Assessing Activation States in Microglia
Carol A. Colton and Donna M. Wilcock
Affiliation: Division of Neurology, Box 2900, Duke University Medical Center, Durham, NC 27710, USA.
Since the original identification of microglia as a principal player in the brains innate immune response, microglial activation has been widely studied. Recent studies suggest that microglial responses are heterogeneous, requiring a more precise definition of the functional outcomes of their participation in disease. Similarly to other tissue macrophages, microglia respond to inflammatory or injurious stimuli in the CNS in a pre-programmed manner that is designed to both kill and to set the stage for repair and resolution of the disease. In vitro studies on acute immune responses have provided key information on the initiation, signaling pathways and products of activated macrophages. However, in chronic neurodegenerative diseases such as Alzheimers disease where in vivo analyses are critical to understanding the long-term disease processes, our knowledge of the integrated tissue immune response and the outcome of this immune activity to neurons and other glia over the extended course of disease is more limited. This is due in part to the complexity of microglial activation states and to the location of microglia in a dense neuronal network. Classical activation, alternative activation and acquired deactivation are each found in the brain during chronic neuroinflammatory diseases and may demonstrate regional differences in expression levels. This review will identify “markers” that can be used to explore inflammatory states in the brain and will discuss the likely functional outcomes when these cytoactive factors are expressed. A broad-based functional view is provided that is designed to more fully explore the balance between inflammo-toxic and inflammo-resolution factors that govern chronic disease progression.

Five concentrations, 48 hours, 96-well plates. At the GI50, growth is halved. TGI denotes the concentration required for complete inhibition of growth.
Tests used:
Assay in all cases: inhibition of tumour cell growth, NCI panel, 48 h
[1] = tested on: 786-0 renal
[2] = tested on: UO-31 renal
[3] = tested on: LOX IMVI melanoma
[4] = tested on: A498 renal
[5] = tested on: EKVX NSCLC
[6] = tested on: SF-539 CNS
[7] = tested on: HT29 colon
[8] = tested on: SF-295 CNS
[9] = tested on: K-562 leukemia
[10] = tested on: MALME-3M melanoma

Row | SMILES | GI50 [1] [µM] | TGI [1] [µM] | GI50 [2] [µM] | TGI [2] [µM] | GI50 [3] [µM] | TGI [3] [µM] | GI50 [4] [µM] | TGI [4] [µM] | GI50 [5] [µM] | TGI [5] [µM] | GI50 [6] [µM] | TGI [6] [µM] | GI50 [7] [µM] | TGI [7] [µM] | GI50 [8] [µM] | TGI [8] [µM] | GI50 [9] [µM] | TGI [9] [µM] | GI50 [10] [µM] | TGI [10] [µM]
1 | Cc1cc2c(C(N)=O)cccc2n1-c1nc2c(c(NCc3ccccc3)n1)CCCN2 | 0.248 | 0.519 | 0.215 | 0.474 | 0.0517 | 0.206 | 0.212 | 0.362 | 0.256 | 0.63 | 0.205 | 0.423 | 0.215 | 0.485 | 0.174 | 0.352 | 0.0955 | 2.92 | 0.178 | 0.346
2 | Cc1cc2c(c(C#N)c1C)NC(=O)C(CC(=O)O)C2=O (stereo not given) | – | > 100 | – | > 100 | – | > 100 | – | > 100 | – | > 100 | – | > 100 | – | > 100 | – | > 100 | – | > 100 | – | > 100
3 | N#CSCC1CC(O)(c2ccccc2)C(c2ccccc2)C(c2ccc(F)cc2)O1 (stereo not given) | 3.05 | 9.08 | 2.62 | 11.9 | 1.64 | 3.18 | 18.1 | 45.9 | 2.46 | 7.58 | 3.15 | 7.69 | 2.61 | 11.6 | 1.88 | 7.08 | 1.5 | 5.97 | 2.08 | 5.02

Keywords: Neuroinflammation, microglia, alternative activation, acquired deactivation, perivascular microglia, classical activation, Alzheimer's disease, innate immune response
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